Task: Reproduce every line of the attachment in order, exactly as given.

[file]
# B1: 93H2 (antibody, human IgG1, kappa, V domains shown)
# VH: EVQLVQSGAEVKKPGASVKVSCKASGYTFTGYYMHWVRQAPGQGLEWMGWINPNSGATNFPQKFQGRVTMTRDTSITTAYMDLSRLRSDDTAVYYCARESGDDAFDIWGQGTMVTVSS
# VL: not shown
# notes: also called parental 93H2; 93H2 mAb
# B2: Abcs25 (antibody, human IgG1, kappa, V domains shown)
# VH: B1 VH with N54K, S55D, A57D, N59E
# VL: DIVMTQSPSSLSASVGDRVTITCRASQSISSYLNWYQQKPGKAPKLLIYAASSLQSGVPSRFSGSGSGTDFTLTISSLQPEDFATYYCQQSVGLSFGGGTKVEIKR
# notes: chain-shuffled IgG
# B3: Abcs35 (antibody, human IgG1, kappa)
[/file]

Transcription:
# B1: 93H2 (antibody, human IgG1, kappa, V domains shown)
# VH: EVQLVQSGAEVKKPGASVKVSCKASGYTFTGYYMHWVRQAPGQGLEWMGWINPNSGATNFPQKFQGRVTMTRDTSITTAYMDLSRLRSDDTAVYYCARESGDDAFDIWGQGTMVTVSS
# VL: not shown
# notes: also called parental 93H2; 93H2 mAb
# B2: Abcs25 (antibody, human IgG1, kappa, V domains shown)
# VH: B1 VH with N54K, S55D, A57D, N59E
# VL: DIVMTQSPSSLSASVGDRVTITCRASQSISSYLNWYQQKPGKAPKLLIYAASSLQSGVPSRFSGSGSGTDFTLTISSLQPEDFATYYCQQSVGLSFGGGTKVEIKR
# notes: chain-shuffled IgG
# B3: Abcs35 (antibody, human IgG1, kappa)